National Coverage Determination (NCD) and Local Coverage Determination (LCD) Guidance – How will an ALJ view these coverage guidelines when the Court is assessing whether my Medicare claims should be paid?
(February 1, 2010): When treating patients, it is not uncommon for a physician to prescribe or utilize certain drugs and / or diagnostic treatments in an “off-label” fashion. Depending on the insurance policy at issue, this may or may not be covered and paid by a third-party payor. In the case of Medicare, the Centers for Medicare and Medicaid Services (CMS) has endeavored to better define Medicare’s coverage limits.
National Coverage Determination (NCD) guidelines describe the extent to which Medicare will cover specific services, procedures, or technologies on a national basis. Medicare coverage is limited to:
- Items and services that are reasonable and necessary for the diagnosis or treatment of an illness or injury (and within the scope of a Medicare benefit category).
- Determinations developed through an evidence-based process, with opportunities for public participation. In some cases, CMS’ own research is supplemented by an outside technology assessment and/or consultation with the Medicare Evidence Development & Coverage Advisory Committee (MEDCAC).
Importantly, once an NCD is finalized and published, its coverage guidelines are binding on all Medicare contractors (including Program SafeGuard Contractors, Zone Program Integrity Contractors, Recovery Audit Contractors, Medicare Administrative Contractors (formerly Fiscal Intermediaries and Carriers) and Qualified Independent Contractors). Notably, NCDs are also binding on ALJs and the Medicare Appeals Council.
As set out in the Code of Federal Regulations:
42 C.F.R. § 405.1060 Applicability of National Coverage Determinations (NCDs).
(a) General rule. (1) An NCD is a determination by the Secretary of whether a particular item or service is covered nationally under Medicare.
(2) An NCD does not include a determination of what code, if any, is assigned to a particular item or service covered under Medicare or a determination of the amount of payment made for a particular item or service.
(3) NCDs are made under section 1862(a)(1) of the Act as well as under other applicable provisions of the Act.
(4) An NCD is binding on fiscal intermediaries, carriers, QIOs, QICs, ALJs, and the MAC.
(b) Review by an ALJ. (1) An ALJ may not disregard, set aside, or otherwise review an NCD.
(2) An ALJ may review the facts of a particular case to determine whether an NCD applies to a specific claim for benefits and, if so, whether the NCD was applied correctly to the claim.
(c) Review by the MAC. (1) The MAC may not disregard, set aside, or otherwise review an NCD for purposes of a section 1869 claim appeal, except that the DAB may review NCDs as provided under part 426 of this title.
(2) The MAC may review the facts of a particular case to determine whether an NCD applies to a specific claim for benefits and, if so, whether the NCD was applied correctly to the claim.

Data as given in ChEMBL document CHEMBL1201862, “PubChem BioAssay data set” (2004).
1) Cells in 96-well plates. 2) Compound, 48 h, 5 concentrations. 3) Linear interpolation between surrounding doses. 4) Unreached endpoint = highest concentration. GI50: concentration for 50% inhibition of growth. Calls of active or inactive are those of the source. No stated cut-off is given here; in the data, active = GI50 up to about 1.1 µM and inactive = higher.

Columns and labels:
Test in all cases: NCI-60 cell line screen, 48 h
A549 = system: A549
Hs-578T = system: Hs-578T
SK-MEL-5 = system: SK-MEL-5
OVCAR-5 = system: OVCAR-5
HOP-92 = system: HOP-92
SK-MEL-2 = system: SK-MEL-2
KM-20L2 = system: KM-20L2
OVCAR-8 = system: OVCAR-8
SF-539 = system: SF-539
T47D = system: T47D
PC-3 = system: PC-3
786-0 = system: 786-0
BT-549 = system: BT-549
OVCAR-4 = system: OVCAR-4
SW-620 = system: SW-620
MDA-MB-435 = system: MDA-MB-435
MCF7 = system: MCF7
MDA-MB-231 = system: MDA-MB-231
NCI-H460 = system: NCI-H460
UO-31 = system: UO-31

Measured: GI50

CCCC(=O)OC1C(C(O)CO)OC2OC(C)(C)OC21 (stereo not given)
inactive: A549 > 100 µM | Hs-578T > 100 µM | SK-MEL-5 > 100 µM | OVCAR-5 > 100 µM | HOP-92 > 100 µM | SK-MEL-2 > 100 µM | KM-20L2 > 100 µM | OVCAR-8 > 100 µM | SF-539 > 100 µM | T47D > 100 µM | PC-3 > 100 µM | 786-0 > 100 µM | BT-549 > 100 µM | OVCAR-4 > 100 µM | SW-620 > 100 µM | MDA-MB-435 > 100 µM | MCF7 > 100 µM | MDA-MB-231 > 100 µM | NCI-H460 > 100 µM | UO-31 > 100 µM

In the absence of a national coverage policy, an item or service may be covered at the discretion of the Medicare contractors based on a Local Coverage Determination (LCD).
An LCD (as established by Section 522 of the Benefits Improvement and Protection Act), is a coverage decision by a Medicare Administrative Contractor (previously issued by a Fiscal Intermediary (Part A) or Carrier (Part B) contractors). LCDs are drafted to cover a particular service as reasonable and necessary on a contractor-wide basis in accordance with Section 1862(a)(1)(A) of the Social Security Act.
Unlike an NCD, ALJs are not bound to follow an LCD. Nevertheless, ALJs will give LCD coverage guidelines considerable weight. In representing health care providers, we work hard to persuade an ALJ that the services at issue do, in fact, qualify for coverage.
As set out in the Code of Federal Regulations:
(a) ALJs and the MAC are not bound by LCDs, LMRPs, or CMS program guidance, such as program memoranda and manual instructions, but will give substantial deference to these policies if they are applicable to a particular case.
(b) If an ALJ or MAC declines to follow a policy in a particular case, the ALJ or MAC decision must explain the reasons why the policy was not followed. An ALJ or MAC decision to disregard such policy applies only to the specific claim being considered and does not have precedential effect.
(c) An ALJ or MAC may not set aside or review the validity of an LMRP or LCD for purposes of a claim appeal. An ALJ or the DAB may review or set aside an LCD (or any part of an LMRP that constitutes an LCD) in accordance with part 426 of this title.
Liles Parker attorneys have extensive experience representing health care providers in ALJ hearings. Call us to discuss your case. Your initial consultation is complementary. We can be reached at: 1 (800) 475-1906.